Thirteen years after the end of legalised apartheid, are South Africans any less racist? Even in the West, where there has been so much development regarding civil rights and attempts at racial harmony, things are worse than ever. Truly, we live in a broken world where alienation–between nations, between races, between cultures, between neighbours, between generations, and between family members–is the norm. And it is precisely in this environment that the church is placed for the purpose of showing that reconciliation is God’s work, and that reconciliation will one day in fact be the norm. She is called to both practise and to proclaim the message of reconciliation: the gospel.

The church is a miracle of God’s grace: her relationship to God is by His grace alone, and our relationship to one another in the church is also by grace alone. And it is as this unity within the church is lived out that God is glorified for His marvellous grace. And this privilege of glorifying God in this way belongs to all who can indeed affirm their conversion. In other words, those who can truly affirm their conversion will by necessity affirm their attendant calling to live in biblical harmony and unity with one another in the local body of Christ.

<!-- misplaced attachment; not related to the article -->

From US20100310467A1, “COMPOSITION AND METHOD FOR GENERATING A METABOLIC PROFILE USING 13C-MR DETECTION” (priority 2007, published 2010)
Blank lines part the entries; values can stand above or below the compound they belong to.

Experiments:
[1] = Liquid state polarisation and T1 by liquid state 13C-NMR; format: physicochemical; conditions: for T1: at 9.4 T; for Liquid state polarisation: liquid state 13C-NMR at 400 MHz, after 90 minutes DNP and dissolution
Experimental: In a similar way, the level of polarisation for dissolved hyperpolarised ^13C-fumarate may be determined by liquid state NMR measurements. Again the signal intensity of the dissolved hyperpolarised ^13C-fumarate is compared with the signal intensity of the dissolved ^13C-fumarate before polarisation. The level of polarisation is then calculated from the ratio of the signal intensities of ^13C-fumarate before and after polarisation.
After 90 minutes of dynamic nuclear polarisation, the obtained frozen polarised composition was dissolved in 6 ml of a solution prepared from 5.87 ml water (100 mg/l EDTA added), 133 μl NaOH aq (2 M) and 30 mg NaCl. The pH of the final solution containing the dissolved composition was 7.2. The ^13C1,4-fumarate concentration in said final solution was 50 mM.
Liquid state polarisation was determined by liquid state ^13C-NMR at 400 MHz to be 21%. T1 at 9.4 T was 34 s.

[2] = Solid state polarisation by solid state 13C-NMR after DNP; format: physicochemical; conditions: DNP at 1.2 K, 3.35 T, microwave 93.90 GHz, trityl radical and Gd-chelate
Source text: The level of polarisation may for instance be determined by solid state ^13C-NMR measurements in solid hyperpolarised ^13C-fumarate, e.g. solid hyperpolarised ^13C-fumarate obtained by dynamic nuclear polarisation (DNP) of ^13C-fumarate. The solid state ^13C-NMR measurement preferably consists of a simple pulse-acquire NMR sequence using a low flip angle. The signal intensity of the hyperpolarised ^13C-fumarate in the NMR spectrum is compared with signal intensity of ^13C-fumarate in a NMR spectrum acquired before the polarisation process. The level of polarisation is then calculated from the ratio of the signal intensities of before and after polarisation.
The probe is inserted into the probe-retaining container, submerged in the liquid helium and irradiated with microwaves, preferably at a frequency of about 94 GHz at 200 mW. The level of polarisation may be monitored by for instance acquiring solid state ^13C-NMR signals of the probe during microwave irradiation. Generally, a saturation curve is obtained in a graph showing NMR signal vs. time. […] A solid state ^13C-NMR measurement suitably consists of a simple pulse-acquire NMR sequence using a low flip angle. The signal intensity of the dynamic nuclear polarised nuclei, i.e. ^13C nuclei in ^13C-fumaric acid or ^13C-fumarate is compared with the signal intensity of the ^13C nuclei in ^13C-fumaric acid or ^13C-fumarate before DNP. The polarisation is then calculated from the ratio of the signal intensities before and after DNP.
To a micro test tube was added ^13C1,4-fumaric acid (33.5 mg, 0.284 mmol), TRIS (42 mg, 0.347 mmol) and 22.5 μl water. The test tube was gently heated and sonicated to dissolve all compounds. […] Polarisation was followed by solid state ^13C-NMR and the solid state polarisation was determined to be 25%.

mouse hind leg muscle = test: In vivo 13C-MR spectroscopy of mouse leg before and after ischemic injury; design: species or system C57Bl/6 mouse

As noted previously, it is a wonderful thing to be “a habitat of Deity.” It is amazing! We, who have repented of our sins and believed in the Lord Jesus Christ, are built by the Spirit of God into “the household of God.” We are the temple (the “holy of holies”) of God, and thus quite obviously, we are very different from the world.